I’ve tried so many different kinds of organizational software, that it’s become a bit of a standing joke in my family. Over the course of my ministry I’ve probably spent a small fortune on various programs and Apps that have promised to get me organized and efficient.

And I’ve now come full circle, because I’m returning to paper. There’s just something about the physical act of writing something down with a real pen on real paper that increases ownership, responsibility, and accountability – whether it’s the daily to-do list or personal banking.

Software promises more efficiency, but it’s just too easy to scan the debits with the eye and have no real sense of spending, or to have the to-do list hanging out of sight somewhere in the digital ether and nothing is ever done!

When I have to write out what I spend every day, and when I have to re-write my to-do list every evening, it makes a much greater impression and forces me to take certain actions. Put simply, paper produces more guilt than pixels! Good guilt, though.

But what kind of paper system? For project management and to-do lists, I’ve not come across anything as simple and effective as Scott Belsky’s Action Method as outlined in Making Ideas Happen. It can be broken into three main parts: Action Steps, References, and Backburner Items.

Action Steps

  • Treat every idea as a project (“ideas” also include things like personal finances, organizing a birthday party, re-arranging the furniture).
  • Break each project into action steps beginning with a simple action verb (e.g. write letter to John, pay gas bill, etc.).
  • Write it down or it won’t register.
  • Prioritize your top 5 projects, and then prioritize the important and the urgent to maintain incremental progress and momentum.


  • Non-actionable project-related material that you may want to refer to in the future (notes, manuals, minutes, etc).
  • Review regularly to make sure you are not hoarding unnecessary paper.

Backburner List

  • Not actionable today but may be in the future (ideas without a budget, something you want to do sometime).

How to organize all this? Belsky suggests a folder with your project name on it. The Action Steps are then attached to the inside cover to keep them as prominent as possible for daily review and implementation. The Backburner List is attached to the inside of the back cover, and in between are the References.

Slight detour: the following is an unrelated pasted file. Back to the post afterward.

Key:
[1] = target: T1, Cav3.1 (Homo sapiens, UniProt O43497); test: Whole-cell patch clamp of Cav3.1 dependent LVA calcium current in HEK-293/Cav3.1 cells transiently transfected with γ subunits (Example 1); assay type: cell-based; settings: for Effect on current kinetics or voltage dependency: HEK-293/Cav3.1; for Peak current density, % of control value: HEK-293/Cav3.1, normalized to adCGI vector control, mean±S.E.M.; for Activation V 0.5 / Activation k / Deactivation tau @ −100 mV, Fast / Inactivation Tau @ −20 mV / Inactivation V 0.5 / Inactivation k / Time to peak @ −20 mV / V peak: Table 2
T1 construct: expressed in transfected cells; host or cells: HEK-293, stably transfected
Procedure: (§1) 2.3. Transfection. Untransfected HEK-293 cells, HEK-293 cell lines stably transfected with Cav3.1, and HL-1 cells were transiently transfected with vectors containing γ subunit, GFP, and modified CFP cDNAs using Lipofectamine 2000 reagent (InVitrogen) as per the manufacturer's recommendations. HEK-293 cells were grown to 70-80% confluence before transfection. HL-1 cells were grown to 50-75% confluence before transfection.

Some other hints from the book:

  • Get every action item out of your various Inboxes and into one of your projects.
  • Pick a regular time to review each day and plan for the next, and do it at that time consistently to make it stick.
  • Customize the method to suit you as “the more you enjoy your method, the more you will be committed to it.”
  • Use colorful, quality administrative materials because, as usability guru Donald Norman said, “attractive things work better.”
  • Pick five items each day that you will definitely focus on to complete.
  • Celebrate progress to maintain momentum.

There are some similarities with Dave Allen’s Getting Things Done, but this method is much simpler and more suitable for non-corporate types.

Although there’s still a learning curve in setting this administration up, and getting organized means less time for creative work, in the long run not only will more ideas happen, but more ideas will be generated because of the joy of seeing our “genius” moments turned into reality.

And yes, there is a software version of the Action Method, but I’ll be sticking with paper!

My previous posts on Making Ideas Happen:

Making Ideas Happen: 99% Perspiration
A Swear Word for Creative Types

  • http://www.larryfarlow.com Larry

    Thanks for this David! You describe me exactly as regards trying to find just the right organizational system but never being satisfied with the results (including with much of GTD, though it has been helpful in many ways).

    I’ll definitely be giving Belsky’s book a read!

    • http://headhearthand.org/blog/ David Murray

      I’m glad there’s someone else like me somewhere!

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  • Peter F Whyte

    I’m definitely with you on the use of paper, David. I’ve tried to use GTD with some success, but I need to get focussed after falling by the wayside over the summer, and this method looks simpler which means I might just be able to stick to it. Like Larry I’ll definitely be reading Belsky. Thanks for the posting, most helpful.

    • http://headhearthand.org/blog/ David Murray

      You’re right Peter. Simpler means stickier.